OneSpace: China Seems Eager To Follow American Example Of Private Space Companies
OneSpace: China Seems Eager To Follow American Example Of Private Space CompaniesOneSpace’s OS-X rocket launched from an undisclosed location on Wednesday.

OneSpace, a startup based in Beijing, became China’s first private company to launch a rocket earlier this week, triggering a race in the country’s burgeoning commercial aeronautics and space industry.

The company hopes to become one of the biggest small-satellite launchers in the world and is planning perform as many as 10 major launches next year.

The founder and Chief Executive Officer of SpaceOne, Shu Chang, does not shy away from a comparison with Elon Musk's SpaceX.

"OneSpace's situation right now is very much like where SpaceX stood in its early years. SpaceX is the first in the US. We're the first in China," he told CNNMoney in an interview ahead of the launch.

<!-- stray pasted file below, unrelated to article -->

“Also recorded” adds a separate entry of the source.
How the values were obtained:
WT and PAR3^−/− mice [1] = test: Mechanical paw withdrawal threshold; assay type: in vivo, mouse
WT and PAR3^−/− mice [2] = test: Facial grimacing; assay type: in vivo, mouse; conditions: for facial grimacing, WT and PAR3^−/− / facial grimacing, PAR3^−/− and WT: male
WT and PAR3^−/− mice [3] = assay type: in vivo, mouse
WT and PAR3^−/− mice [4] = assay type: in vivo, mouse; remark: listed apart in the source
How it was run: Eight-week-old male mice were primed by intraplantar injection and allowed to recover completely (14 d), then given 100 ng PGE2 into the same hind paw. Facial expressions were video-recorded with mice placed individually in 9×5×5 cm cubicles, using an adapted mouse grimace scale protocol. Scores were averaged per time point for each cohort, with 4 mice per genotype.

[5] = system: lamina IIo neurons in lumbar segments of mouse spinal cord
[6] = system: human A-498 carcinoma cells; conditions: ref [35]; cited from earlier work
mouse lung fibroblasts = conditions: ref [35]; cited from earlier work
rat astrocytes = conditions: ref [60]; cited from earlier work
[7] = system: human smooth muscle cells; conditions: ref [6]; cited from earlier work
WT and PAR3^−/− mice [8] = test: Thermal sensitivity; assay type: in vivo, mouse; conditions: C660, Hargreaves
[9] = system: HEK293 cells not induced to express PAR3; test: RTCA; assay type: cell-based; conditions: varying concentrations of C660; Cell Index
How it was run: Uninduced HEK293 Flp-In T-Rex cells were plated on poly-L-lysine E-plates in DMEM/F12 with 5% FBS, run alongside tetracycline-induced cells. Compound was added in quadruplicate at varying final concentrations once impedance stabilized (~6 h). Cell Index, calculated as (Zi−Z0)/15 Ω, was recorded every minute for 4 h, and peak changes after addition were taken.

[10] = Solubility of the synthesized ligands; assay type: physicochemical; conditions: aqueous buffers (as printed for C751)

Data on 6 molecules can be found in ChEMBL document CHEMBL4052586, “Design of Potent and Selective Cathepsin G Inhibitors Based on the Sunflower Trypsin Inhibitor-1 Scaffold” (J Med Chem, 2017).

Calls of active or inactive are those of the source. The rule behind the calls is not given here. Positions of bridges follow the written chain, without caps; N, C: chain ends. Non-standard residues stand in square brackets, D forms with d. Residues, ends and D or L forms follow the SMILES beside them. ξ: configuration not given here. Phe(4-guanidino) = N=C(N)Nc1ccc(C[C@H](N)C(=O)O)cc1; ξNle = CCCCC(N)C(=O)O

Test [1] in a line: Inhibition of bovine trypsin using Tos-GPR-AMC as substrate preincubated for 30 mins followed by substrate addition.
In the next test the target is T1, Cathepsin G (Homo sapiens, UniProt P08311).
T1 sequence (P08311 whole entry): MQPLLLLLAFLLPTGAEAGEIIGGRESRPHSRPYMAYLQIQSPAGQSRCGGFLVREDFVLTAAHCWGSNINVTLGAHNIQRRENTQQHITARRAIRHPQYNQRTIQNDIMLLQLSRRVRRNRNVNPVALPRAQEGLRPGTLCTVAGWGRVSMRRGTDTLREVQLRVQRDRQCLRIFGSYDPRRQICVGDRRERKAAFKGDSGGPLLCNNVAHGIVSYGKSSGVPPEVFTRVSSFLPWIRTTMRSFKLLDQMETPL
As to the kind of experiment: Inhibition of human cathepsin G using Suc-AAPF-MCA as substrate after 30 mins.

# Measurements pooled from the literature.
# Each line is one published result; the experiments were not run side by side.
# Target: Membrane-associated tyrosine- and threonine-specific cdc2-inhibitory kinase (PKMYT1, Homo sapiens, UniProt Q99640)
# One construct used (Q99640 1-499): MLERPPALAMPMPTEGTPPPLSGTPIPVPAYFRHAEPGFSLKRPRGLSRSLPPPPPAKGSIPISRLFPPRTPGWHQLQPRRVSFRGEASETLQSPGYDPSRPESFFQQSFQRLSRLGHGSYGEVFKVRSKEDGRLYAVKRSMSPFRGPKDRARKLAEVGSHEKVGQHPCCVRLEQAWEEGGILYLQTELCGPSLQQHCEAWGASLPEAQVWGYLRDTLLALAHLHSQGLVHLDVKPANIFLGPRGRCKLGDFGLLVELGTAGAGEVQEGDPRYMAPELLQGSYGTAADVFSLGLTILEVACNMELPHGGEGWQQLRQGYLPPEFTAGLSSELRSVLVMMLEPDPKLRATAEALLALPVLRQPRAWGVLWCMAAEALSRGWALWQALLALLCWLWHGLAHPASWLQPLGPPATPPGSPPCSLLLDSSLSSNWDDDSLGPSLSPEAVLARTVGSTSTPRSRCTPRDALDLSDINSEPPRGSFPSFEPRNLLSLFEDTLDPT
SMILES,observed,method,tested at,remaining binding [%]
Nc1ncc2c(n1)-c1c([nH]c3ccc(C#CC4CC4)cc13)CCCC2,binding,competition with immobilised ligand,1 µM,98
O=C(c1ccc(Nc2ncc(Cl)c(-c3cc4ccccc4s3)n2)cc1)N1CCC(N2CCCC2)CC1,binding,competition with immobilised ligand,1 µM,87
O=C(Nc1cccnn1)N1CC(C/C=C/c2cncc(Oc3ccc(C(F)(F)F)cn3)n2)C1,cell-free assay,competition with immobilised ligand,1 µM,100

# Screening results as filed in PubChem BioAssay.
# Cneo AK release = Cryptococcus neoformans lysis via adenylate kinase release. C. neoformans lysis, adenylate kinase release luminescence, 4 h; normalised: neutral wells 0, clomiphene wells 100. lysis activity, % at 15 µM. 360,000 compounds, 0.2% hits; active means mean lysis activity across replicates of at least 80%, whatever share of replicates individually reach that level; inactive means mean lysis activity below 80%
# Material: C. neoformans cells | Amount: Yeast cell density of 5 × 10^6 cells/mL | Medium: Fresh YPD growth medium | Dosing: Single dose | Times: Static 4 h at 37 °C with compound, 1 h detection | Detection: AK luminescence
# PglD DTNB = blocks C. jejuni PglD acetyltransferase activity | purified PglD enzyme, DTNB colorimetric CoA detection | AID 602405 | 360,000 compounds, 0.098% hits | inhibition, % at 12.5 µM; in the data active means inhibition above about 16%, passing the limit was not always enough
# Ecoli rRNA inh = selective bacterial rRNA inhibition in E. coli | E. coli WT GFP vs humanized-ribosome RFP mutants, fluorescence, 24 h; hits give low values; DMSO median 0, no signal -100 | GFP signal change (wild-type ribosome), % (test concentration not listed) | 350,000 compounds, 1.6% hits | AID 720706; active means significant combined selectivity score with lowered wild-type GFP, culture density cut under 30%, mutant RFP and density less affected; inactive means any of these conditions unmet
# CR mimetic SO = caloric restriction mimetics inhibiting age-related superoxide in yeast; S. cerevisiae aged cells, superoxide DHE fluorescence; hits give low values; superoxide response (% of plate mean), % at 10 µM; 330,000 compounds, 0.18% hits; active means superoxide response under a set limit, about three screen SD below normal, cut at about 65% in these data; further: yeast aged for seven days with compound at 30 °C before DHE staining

However, the company is still a long way from matching SpaceX’s achievements. Its first rocket is just 30 feet tall and can only carry about 220 pounds into orbit. In comparison, SpaceX’s first rocket, the Falcon 1, is 230 feet tall and has a lift capacity of more than 50,000 pounds. But Shu contends that “this is the first rocket developed and built entirely with homegrown technology” and the company plans to build rockets capable of lifting larger satellites and humans into space.

The company appears to be emulating SpaceX by following the ‘privately-run and government-funded’ model. Musk’s SpaceX, in its initial journey, had benefited greatly from contracts given by the state-run National Aeronautics and Space Administration. SpaceOne too is said to have been funded by China’s State Administration for Science, Technology and Industry for National Defense. China’s state-owned Aviation Industry Corporation reportedly bore the cost of the first flight.

But even as private space firms in China get ready to snap at the heels of their dominant American rivals, it remains unclear if players in the US and Europe would ever be able to avail their services. The strict control in the west on export of satellites, which were until few years ago classified as weapons, could limit the access for Chines firms to the industry estimated to be worth about $339 billion.

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